client


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client

a BUYER of a professional SERVICE.

client

The person to whom an agent owes duties of integrity, confidentiality, loyalty, and hard work. Contrast with customer, who is owed the duty of honesty.

References in classic literature ?
Vholes, sitting with his arms on the desk, quietly bringing the tips of his five right fingers to meet the tips of his five left fingers, and quietly separating them again, and fixedly and slowly looking at his client, replies, "A good deal is doing, sir.
"Sir," returns Vholes, always looking at the client as if he were making a lingering meal of him with his eyes as well as with his professional appetite.
If any other firm of solicitors had been concerned in this unaccountable examination of my deceased client's Will, I might have found some difficulty in making the necessary discovery.
He acknowledged that he had acted under instructions received from a client. And then he put it to me, whether it would not be a breach of professional confidence on his part to say more.
The lawyer bowed respectfully, let his client out of the door, and, left alone, gave himself up to his sense of amusement.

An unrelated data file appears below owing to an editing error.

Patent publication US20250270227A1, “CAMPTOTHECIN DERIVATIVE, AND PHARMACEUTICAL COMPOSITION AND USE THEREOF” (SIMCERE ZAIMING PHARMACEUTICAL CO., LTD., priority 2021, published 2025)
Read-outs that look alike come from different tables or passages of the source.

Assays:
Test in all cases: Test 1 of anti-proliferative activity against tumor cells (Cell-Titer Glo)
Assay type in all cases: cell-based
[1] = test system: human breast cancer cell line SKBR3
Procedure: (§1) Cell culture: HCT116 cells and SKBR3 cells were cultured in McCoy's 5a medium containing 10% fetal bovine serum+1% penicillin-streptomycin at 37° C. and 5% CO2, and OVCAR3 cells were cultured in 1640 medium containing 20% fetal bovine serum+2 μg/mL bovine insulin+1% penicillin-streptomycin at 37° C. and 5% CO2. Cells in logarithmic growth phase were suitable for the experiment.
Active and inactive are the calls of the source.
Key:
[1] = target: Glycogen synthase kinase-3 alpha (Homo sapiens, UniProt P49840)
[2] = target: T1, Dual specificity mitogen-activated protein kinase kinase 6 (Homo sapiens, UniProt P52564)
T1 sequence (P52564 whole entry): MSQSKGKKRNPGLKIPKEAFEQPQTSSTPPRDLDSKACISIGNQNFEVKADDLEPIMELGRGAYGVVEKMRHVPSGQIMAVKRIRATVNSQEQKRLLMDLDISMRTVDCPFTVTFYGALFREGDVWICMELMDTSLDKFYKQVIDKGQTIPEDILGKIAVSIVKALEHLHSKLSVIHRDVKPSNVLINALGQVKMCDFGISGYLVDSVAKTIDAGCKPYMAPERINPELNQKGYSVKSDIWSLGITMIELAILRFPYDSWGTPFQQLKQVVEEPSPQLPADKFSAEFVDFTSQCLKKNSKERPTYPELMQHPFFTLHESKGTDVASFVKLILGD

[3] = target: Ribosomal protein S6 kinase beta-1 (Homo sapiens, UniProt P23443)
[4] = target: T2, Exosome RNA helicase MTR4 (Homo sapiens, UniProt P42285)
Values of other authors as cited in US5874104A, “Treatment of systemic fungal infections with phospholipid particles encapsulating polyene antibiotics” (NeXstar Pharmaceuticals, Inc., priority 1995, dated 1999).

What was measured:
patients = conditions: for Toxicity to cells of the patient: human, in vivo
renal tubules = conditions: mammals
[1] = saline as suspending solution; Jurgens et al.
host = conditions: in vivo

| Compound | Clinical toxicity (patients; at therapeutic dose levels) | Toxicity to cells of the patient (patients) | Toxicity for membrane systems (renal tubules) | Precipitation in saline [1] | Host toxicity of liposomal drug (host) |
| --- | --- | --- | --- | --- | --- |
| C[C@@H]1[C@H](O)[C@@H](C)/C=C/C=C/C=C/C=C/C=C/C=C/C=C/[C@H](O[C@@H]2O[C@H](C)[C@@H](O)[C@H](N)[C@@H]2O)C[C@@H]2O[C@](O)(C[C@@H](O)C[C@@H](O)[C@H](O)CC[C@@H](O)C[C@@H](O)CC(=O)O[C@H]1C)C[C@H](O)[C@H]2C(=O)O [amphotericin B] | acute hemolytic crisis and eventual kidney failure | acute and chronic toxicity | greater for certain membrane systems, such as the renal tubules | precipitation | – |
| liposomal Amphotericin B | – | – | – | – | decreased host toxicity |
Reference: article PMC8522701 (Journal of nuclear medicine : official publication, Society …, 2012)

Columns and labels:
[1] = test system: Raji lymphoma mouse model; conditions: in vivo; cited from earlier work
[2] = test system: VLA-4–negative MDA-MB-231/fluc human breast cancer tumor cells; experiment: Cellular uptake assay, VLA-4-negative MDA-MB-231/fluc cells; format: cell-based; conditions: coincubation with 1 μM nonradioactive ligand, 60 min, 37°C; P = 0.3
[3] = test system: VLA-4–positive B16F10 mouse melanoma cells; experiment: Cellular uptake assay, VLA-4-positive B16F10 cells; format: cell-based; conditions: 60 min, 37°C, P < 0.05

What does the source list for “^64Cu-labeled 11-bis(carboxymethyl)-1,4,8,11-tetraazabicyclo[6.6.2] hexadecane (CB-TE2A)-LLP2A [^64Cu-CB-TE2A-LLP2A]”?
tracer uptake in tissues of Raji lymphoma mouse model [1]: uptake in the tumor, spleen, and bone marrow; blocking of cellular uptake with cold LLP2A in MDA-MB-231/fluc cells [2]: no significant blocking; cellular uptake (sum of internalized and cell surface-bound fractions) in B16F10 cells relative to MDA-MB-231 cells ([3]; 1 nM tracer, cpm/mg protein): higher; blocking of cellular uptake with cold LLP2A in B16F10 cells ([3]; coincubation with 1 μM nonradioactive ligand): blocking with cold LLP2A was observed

In the case of any other client I should have acted on my instructions, however personally distasteful to me, and have given up the point about the twenty thousand pounds on the spot.
Yours truly." In the detestable slang of the day, we were now both "at a deadlock," and nothing was left for it but to refer to our clients on either side.
'The draft was duly honoured, and the attorney, finding that his strange client might be safely relied upon, commenced his work in earnest.
But the ashes of the father do not mingle with theirs; nor, from that night forward, did the attorney ever gain the remotest clue to the subsequent history of his queer client.' As the old man concluded his tale, he advanced to a peg in one corner, and taking down his hat and coat, put them on with great deliberation; and, without saying another word, walked slowly away.
We all three went to it, behind the wire blind, and presently saw the client go by in an accidental manner, with a murderous-looking tall individual, in a short suit of white linen and a paper cap.
It is probable that the loss of the phoenix of clerks, even to a rival practitioner, would not have broken Mr Brass's heart; but, pretending great alacrity, he rose from his seat, and going to the door, returned, introducing his client, who led by the hand no less a person than Mr Richard Swiveller.
It is only in your client's interests that I protested.